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The theory of knowledge of Aristotle, in 4 keys

The theory of knowledge of Aristotle, in 4 keys

May 25, 2024

In the history of philosophy, Aristotle's theory of knowledge is one of the most important intellectual ingredients in the construction of Western culture. In fact, although we have never heard about this wise Greek (however difficult this may be today), without realizing his philosophical works are influencing the way we think.

We'll see now What does Aristotle's theory of knowledge consist of? , a way to understand the way in which our intellectual activity is formed.

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The theory of knowledge of Aristotle

These are the main elements that structure the theory of knowledge of Aristotle. However, we must bear in mind that there are many explanatory gaps in it, partly because in the time of this thinker it was not customary to develop much philosophical systems.


1. The primacy of the senses

According to Aristotle's theory of knowledge, the senses are the starting point of any form of knowledge. This means that any information capable of triggering intellectual activity is contained in the "raw" sensory data that enter our body through the eyes, ears, smell, etc.

In this sense, Aristotelian thought is clearly differentiated from the ideas of Plato, for whom what surrounds us can not be known nor can generate significant intellectual activity, given that the material is mutable and is constantly changing .

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2. The creation of concepts

As we have seen, the process of generating knowledge begins with sensory stimuli. However, until this phase, the process is equal to what according to this philosopher occurs in the mind of other forms of animal life. This knowledge is sensitive, and is not exclusive to the human being.


The process of properly human cognition, according to Aristotle's theory of knowledge, begins with the way in which we elaborate sensory data to arrive at more abstract conclusions than what we have seen, heard, touched, smelled or tasted. For this, in the first place common sense unifies the properties of the object or entity that we are perceiving to create a "mental image" of it thanks to our imaginative capacity.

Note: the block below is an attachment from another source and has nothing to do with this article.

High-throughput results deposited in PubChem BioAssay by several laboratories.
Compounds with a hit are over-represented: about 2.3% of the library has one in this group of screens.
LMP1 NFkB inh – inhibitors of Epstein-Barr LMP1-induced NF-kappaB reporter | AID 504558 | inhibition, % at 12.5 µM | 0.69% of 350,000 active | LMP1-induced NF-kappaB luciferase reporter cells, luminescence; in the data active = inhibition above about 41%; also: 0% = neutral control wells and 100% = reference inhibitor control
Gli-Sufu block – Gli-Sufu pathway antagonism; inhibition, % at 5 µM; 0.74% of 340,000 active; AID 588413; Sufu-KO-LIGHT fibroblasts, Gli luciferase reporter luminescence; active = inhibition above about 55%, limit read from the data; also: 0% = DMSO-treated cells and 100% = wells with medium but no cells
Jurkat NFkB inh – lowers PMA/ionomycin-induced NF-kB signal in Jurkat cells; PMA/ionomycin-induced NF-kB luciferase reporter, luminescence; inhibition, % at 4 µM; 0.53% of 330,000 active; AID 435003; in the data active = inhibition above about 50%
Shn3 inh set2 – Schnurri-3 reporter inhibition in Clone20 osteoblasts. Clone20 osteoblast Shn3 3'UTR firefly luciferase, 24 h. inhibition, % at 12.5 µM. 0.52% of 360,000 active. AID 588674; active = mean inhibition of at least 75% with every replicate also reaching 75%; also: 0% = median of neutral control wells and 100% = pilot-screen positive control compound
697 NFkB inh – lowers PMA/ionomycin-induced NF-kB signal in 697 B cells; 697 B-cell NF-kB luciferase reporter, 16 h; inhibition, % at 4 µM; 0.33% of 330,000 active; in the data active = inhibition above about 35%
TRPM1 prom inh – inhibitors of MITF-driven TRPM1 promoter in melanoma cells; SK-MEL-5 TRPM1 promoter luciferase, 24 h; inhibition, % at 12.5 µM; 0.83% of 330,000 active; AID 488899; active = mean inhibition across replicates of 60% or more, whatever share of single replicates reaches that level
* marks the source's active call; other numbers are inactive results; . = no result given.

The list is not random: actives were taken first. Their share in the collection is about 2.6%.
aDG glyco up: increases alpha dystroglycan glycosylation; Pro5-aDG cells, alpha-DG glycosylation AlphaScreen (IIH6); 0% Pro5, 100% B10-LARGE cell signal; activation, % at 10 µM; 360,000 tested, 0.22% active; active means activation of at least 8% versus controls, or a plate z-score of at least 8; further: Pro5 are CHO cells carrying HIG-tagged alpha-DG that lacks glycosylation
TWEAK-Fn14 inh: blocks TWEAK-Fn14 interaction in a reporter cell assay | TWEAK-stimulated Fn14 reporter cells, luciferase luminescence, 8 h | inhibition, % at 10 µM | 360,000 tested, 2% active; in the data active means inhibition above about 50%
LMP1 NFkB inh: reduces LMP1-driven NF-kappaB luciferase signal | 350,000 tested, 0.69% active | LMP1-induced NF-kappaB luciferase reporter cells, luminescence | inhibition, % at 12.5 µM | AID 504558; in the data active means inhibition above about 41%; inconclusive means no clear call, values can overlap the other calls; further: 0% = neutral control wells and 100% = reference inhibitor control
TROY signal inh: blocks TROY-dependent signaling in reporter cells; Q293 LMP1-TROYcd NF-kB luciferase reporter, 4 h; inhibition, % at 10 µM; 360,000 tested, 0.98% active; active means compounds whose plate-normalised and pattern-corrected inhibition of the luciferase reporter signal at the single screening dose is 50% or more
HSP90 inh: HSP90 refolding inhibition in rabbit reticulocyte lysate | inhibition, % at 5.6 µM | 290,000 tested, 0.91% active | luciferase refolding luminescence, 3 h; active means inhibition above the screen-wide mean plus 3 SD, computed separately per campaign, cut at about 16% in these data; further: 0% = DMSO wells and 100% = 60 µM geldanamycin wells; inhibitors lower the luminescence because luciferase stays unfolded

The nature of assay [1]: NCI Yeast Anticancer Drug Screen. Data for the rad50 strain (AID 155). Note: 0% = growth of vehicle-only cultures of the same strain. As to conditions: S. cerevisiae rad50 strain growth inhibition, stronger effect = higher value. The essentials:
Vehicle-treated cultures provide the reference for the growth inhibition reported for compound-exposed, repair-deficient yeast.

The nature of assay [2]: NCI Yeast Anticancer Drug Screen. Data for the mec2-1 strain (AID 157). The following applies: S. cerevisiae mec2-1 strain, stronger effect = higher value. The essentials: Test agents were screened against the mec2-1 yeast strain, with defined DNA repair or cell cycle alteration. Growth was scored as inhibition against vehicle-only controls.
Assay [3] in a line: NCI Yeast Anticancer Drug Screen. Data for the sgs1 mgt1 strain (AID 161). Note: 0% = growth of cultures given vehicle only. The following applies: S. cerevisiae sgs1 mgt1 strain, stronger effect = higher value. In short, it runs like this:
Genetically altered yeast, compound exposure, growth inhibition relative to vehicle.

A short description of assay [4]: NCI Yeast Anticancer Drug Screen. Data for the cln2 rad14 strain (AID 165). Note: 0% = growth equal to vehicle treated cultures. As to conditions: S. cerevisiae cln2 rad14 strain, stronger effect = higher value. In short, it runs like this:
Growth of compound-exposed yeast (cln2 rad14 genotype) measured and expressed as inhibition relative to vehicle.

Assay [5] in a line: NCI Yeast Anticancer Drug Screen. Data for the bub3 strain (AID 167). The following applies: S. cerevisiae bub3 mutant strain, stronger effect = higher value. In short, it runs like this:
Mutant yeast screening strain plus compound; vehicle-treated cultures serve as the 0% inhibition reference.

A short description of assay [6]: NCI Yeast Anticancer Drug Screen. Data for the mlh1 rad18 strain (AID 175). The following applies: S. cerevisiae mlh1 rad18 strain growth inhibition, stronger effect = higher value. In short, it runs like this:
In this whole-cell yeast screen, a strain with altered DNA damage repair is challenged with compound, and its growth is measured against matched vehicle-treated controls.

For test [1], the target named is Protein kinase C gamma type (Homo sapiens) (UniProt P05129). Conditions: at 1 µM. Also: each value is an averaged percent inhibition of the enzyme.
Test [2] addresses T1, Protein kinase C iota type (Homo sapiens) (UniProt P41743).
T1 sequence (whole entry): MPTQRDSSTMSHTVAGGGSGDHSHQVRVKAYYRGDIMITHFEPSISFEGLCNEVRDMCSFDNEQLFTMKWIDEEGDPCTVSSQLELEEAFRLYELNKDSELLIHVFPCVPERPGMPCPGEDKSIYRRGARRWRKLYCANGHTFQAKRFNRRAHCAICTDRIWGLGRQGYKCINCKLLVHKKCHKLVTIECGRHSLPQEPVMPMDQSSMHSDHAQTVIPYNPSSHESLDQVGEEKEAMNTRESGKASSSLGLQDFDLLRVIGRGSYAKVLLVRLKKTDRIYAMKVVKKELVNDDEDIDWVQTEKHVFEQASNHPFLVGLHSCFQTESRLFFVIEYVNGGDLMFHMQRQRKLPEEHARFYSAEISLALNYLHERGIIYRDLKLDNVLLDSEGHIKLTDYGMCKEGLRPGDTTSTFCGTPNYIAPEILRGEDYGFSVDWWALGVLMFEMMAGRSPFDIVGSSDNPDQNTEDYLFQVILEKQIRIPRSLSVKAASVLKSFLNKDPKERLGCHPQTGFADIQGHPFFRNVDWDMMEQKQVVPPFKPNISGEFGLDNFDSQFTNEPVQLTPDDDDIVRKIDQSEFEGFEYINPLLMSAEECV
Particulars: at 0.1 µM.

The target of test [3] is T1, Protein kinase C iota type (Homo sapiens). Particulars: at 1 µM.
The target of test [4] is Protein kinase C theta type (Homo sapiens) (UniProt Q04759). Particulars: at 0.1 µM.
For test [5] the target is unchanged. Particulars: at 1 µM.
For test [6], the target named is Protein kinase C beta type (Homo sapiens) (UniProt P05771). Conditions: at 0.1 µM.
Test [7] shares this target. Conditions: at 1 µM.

So, although everything starts with the perceptual impression, it is necessary that this information passes through a series of mental mechanisms. How is it done?

3. To know is to identify

As Aristotle admits that reality is composed of changing elements, for him to know means to know what is each thing . This process of identification consists in recognizing the efficient cause, the formal, the material and the final. All these are potentialities that for Aristotle reside in matter and that allow us to understand everything and in what it will be transformed.


Thus, the combination of imagination and memory not only makes us retain an image of what we have experienced through the senses, but also gives us a first piece based on what we can understand what the potentialities of each thing are , in what way it is and how it is changing. For example, thanks to this we know that a tree can come from a seed, and also that a part of the tree can be used to build houses and boats.

So that, from the impressions left by the senses, we create abstractions . These abstractions are not reflections of a reality composed of pure ideas, as Plato believed, but are representations of qualities contained in material elements that make up physical reality.

4. The creation of universals

Parallel to the creation of the image we generate a universal of that idea, that is, the concept that we will apply not only to what we have seen, heard, touched and tasted, but also to other hypothetical elements with which we have not come into direct contact , on the one hand, and others that we had not seen before, on the other.

For Aristotle, the process by which from the impression the universal is created is made by something he calls "agent understanding" , while the recognition of the universal in the new forms of sensory stimuli is carried out by "patient understanding".

An intellectual legacy that still affects us today

Aristotle is and has been one of the most remembered Greek philosophers in history , and not without reason. The influences of his thought are still present today, more than two millennia after his birth.

The reason? Along with Plato, his work in epistemological philosophy has laid the foundation of Western culture influenced by Christianity, which in the Middle Ages articulated its explanations about nature using the ideas of this thinker.

Today the influences of the Church are no longer so notorious, but many elements that were used to shape their doctrine do still apply, and Aristotelian thought is one of them. In fact, since the Renaissance, while it was beginning to be questioned that knowledge was revealed by God, the principles of Aristotle were also reinforced, to the point of making one of the main streams of philosophy, such as empiricism , was totally indebted to the works of the Greek.


PHILOSOPHY - Epistemology: Introduction to Theory of Knowledge [HD] (May 2024).


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